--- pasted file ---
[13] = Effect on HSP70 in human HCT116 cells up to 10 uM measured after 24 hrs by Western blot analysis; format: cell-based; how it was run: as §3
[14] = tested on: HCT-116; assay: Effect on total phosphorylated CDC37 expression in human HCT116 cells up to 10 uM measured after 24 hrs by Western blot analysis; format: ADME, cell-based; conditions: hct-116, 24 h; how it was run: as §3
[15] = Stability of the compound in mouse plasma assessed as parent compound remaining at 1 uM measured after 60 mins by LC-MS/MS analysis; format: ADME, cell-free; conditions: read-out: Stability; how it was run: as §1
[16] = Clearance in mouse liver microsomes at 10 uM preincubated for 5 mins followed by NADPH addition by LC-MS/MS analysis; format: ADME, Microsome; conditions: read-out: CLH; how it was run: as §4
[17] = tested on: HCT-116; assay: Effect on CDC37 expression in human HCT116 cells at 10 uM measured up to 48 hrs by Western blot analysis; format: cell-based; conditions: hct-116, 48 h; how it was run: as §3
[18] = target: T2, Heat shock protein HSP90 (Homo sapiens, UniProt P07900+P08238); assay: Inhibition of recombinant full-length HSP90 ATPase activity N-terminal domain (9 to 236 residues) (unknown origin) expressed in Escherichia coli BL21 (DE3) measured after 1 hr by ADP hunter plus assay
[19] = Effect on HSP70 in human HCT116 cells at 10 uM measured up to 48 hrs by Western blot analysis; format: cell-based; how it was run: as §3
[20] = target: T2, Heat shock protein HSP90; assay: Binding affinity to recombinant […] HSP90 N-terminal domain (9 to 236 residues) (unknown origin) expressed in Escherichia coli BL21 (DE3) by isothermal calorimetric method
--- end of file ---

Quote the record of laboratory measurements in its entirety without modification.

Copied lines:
[13] = Effect on HSP70 in human HCT116 cells up to 10 uM measured after 24 hrs by Western blot analysis; format: cell-based; how it was run: as §3
[14] = tested on: HCT-116; assay: Effect on total phosphorylated CDC37 expression in human HCT116 cells up to 10 uM measured after 24 hrs by Western blot analysis; format: ADME, cell-based; conditions: hct-116, 24 h; how it was run: as §3
[15] = Stability of the compound in mouse plasma assessed as parent compound remaining at 1 uM measured after 60 mins by LC-MS/MS analysis; format: ADME, cell-free; conditions: read-out: Stability; how it was run: as §1
[16] = Clearance in mouse liver microsomes at 10 uM preincubated for 5 mins followed by NADPH addition by LC-MS/MS analysis; format: ADME, Microsome; conditions: read-out: CLH; how it was run: as §4
[17] = tested on: HCT-116; assay: Effect on CDC37 expression in human HCT116 cells at 10 uM measured up to 48 hrs by Western blot analysis; format: cell-based; conditions: hct-116, 48 h; how it was run: as §3
[18] = target: T2, Heat shock protein HSP90 (Homo sapiens, UniProt P07900+P08238); assay: Inhibition of recombinant full-length HSP90 ATPase activity N-terminal domain (9 to 236 residues) (unknown origin) expressed in Escherichia coli BL21 (DE3) measured after 1 hr by ADP hunter plus assay
[19] = Effect on HSP70 in human HCT116 cells at 10 uM measured up to 48 hrs by Western blot analysis; format: cell-based; how it was run: as §3
[20] = target: T2, Heat shock protein HSP90; assay: Binding affinity to recombinant […] HSP90 N-terminal domain (9 to 236 residues) (unknown origin) expressed in Escherichia coli BL21 (DE3) by isothermal calorimetric method